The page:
One of the most common explanations for why we cannot compete on the international stage is that our ‘best’ athletes don’t play soccer. If only our football or basketball or baseball or track athletes played the game!
That is a fallacy in my view. Here’s why:
First, soccer is not a sport where large size, strength, bulk, and speed make for elite players. Do those skinny 5′ 7″ to 5′ 9″ superstars in the above photo look like football and basketball players? Soccer is as much artistic as it is athletic.
The better soccer players have a range of skills and technical ability, quickness, great ball control and touch, and a vision for player movements and space. Soccer players have to creatively solve the many hundreds of micro-problems they encounter during a game, which goes well beyond just speed and bulk.
Second, unusually large or tall athletes that tend to be successful in football or basketball or track don’t necessarily have the right physical attributes for soccer. For example, most of them would not be quick, agile, and light-footed enough.
Many of them would be able to muscle smaller players off the ball (if they can get close enough), or shield the ball, or outrun many/most soccer players in a straight-line sprint, but those are not meaningful predictors of success in soccer, especially for quality soccer.
To be clear, if soccer became the number one sport in our country then one would expect the pool of raw talent available to soccer to improve/expand too, of course. And it would most likely help us move up the rankings, but for as long as we focus on the athletic attributes that we celebrate in football and basketball and track, we will not be able to compete internationally against soccer powerhouses.
Might there be a way to roughly estimate the best we could achieve by focusing primarily on athletic attributes we’re familiar with from football and basketball and track?
A good comparison might be the English national team. It is generally accepted that English players are physical, athletic, fast, but lacking in technique, skill, creativity, quickness, and a deeper tactical understanding of the game.
England has similar athletic raw material as here in our country and soccer is by far the number one sport. Most of the ‘big guys’ start playing soccer when they are young.
The result is that England won the World Cup in 1966 as hosts, but their best performance since has only been a semi-final appearance in 1990.
England has never won the European Championships – their best performances being semi-final appearances at the 1968 and 1996 Championships, the latter of which they hosted.
At the most recent World Cup (2014) England was eliminated at the group stage for the first time since the 1958 World Cup, and the first time at a major tournament since Euro 2000. England’s points total of one from three matches was its worst ever in the World Cup, obtaining one point from drawing against Costa Rica in their last match.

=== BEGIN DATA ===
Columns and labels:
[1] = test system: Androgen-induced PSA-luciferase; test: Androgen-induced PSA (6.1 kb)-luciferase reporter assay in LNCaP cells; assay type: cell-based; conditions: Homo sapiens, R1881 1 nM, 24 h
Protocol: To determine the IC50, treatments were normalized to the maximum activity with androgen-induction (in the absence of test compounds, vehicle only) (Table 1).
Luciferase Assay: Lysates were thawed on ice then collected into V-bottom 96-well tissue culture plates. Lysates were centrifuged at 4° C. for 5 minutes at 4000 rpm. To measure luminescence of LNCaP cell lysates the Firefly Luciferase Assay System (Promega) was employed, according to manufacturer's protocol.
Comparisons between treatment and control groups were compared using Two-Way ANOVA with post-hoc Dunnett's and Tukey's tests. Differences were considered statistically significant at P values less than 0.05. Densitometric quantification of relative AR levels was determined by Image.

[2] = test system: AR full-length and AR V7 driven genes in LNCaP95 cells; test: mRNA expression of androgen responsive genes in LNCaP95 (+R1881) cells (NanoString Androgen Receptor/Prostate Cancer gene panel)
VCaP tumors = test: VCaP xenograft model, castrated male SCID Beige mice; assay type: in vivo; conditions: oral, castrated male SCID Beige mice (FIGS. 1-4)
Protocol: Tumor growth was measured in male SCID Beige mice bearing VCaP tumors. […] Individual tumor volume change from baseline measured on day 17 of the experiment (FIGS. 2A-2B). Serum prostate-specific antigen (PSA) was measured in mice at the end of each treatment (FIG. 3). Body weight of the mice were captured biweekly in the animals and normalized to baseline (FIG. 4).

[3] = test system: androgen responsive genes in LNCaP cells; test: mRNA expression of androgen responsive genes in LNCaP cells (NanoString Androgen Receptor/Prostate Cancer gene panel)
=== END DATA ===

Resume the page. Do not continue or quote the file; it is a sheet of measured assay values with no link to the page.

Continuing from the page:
Another good, primarily athletically focused, underperforming soccer comparison might be Russia. It is generally considered to be one of the top ‘athletically talented’ countries and also has a deep soccer tradition.
But Russia has achieved little at the international level – reaching the semi-finals of Euro 2008 marks the only time that they passed the group stages of a major tournament these last ~25 years. Their best finish at the World Cup was fourth in 1966. At the European Championships they finished second three times (1964, 1972, 1988) when athleticism and brute force played a much bigger role in soccer.
Germany tends to have more athletic players also, but they’ve invested heavily in the artistic/technical aspects of player development these last twenty years. And even elite German soccer players are, by and large, not like our football and basketball players.
In other words, if soccer becomes the number one sport here and can draw on a larger pool of athletic ‘raw material’ (and everything else stays the same) then the best we can expect to achieve is arguably the English success record (which is better than the US record, but I’m assuming we want to aim for the top).
So to join the best in the world we have to look beyond our typical U.S. view of athleticism and add the many non-athletic elements that make for truly world-class soccer in countries like Spain, Germany, Argentina, and Brasil.
All this is good news in my view. We can become World Champions without having to wait for soccer to overtake football and/or basketball in popularity. Waiting for ‘our best athletes to play soccer’ is a fallacy.
Athletes especially suitable for football and basketball are not necessarily especially suitable for soccer, and vice versa. All sports can co-exist without materially cannibalising each other.
We have enough diverse athletic ‘raw material’ of different shapes and sizes to be internationally competitive in all sports. We just need to focus on the right player attributes for each sport.
It’s all there. We just have to do it right.